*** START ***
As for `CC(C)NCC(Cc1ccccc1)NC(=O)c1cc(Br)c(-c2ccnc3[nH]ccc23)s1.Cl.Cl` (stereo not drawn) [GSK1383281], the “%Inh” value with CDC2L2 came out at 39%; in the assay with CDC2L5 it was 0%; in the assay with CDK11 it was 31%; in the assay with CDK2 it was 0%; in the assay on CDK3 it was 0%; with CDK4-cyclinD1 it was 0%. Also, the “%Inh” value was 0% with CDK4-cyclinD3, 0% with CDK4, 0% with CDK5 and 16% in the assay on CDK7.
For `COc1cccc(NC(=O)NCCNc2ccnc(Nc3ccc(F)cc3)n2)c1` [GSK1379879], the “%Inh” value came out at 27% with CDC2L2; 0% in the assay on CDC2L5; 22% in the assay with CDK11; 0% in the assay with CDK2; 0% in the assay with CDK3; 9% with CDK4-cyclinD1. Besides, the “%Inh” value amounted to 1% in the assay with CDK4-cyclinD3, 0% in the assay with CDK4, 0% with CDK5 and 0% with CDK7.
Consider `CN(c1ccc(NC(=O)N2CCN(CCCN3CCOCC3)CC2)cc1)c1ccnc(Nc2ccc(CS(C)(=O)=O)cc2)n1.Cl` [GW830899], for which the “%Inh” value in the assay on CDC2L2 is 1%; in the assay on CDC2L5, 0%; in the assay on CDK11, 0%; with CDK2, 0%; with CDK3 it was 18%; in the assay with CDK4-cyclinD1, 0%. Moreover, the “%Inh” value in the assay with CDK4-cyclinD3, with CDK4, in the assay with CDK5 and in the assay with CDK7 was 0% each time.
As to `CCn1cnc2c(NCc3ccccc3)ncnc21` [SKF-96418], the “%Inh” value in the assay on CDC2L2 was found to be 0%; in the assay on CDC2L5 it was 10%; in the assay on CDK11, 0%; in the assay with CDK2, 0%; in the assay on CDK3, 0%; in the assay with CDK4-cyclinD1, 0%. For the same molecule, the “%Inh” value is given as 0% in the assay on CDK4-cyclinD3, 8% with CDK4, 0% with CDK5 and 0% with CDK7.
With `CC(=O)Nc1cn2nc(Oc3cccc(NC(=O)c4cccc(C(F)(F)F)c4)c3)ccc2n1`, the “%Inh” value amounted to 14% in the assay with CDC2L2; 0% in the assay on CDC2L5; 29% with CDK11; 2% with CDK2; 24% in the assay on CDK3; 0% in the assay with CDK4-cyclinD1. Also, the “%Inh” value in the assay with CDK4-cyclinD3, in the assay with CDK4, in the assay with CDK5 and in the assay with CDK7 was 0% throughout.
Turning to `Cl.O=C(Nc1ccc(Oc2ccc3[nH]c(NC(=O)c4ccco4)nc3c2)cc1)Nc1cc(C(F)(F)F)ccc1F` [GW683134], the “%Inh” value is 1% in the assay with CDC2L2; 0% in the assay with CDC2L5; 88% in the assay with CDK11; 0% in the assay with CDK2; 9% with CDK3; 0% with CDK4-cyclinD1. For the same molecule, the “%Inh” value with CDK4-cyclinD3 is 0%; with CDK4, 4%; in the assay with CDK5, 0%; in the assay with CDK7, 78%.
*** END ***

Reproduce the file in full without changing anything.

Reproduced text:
As for `CC(C)NCC(Cc1ccccc1)NC(=O)c1cc(Br)c(-c2ccnc3[nH]ccc23)s1.Cl.Cl` (stereo not drawn) [GSK1383281], the “%Inh” value with CDC2L2 came out at 39%; in the assay with CDC2L5 it was 0%; in the assay with CDK11 it was 31%; in the assay with CDK2 it was 0%; in the assay on CDK3 it was 0%; with CDK4-cyclinD1 it was 0%. Also, the “%Inh” value was 0% with CDK4-cyclinD3, 0% with CDK4, 0% with CDK5 and 16% in the assay on CDK7.
For `COc1cccc(NC(=O)NCCNc2ccnc(Nc3ccc(F)cc3)n2)c1` [GSK1379879], the “%Inh” value came out at 27% with CDC2L2; 0% in the assay on CDC2L5; 22% in the assay with CDK11; 0% in the assay with CDK2; 0% in the assay with CDK3; 9% with CDK4-cyclinD1. Besides, the “%Inh” value amounted to 1% in the assay with CDK4-cyclinD3, 0% in the assay with CDK4, 0% with CDK5 and 0% with CDK7.
Consider `CN(c1ccc(NC(=O)N2CCN(CCCN3CCOCC3)CC2)cc1)c1ccnc(Nc2ccc(CS(C)(=O)=O)cc2)n1.Cl` [GW830899], for which the “%Inh” value in the assay on CDC2L2 is 1%; in the assay on CDC2L5, 0%; in the assay on CDK11, 0%; with CDK2, 0%; with CDK3 it was 18%; in the assay with CDK4-cyclinD1, 0%. Moreover, the “%Inh” value in the assay with CDK4-cyclinD3, with CDK4, in the assay with CDK5 and in the assay with CDK7 was 0% each time.
As to `CCn1cnc2c(NCc3ccccc3)ncnc21` [SKF-96418], the “%Inh” value in the assay on CDC2L2 was found to be 0%; in the assay on CDC2L5 it was 10%; in the assay on CDK11, 0%; in the assay with CDK2, 0%; in the assay on CDK3, 0%; in the assay with CDK4-cyclinD1, 0%. For the same molecule, the “%Inh” value is given as 0% in the assay on CDK4-cyclinD3, 8% with CDK4, 0% with CDK5 and 0% with CDK7.
With `CC(=O)Nc1cn2nc(Oc3cccc(NC(=O)c4cccc(C(F)(F)F)c4)c3)ccc2n1`, the “%Inh” value amounted to 14% in the assay with CDC2L2; 0% in the assay on CDC2L5; 29% with CDK11; 2% with CDK2; 24% in the assay on CDK3; 0% in the assay with CDK4-cyclinD1. Also, the “%Inh” value in the assay with CDK4-cyclinD3, in the assay with CDK4, in the assay with CDK5 and in the assay with CDK7 was 0% throughout.
Turning to `Cl.O=C(Nc1ccc(Oc2ccc3[nH]c(NC(=O)c4ccco4)nc3c2)cc1)Nc1cc(C(F)(F)F)ccc1F` [GW683134], the “%Inh” value is 1% in the assay with CDC2L2; 0% in the assay with CDC2L5; 88% in the assay with CDK11; 0% in the assay with CDK2; 9% with CDK3; 0% with CDK4-cyclinD1. For the same molecule, the “%Inh” value with CDK4-cyclinD3 is 0%; with CDK4, 4%; in the assay with CDK5, 0%; in the assay with CDK7, 78%.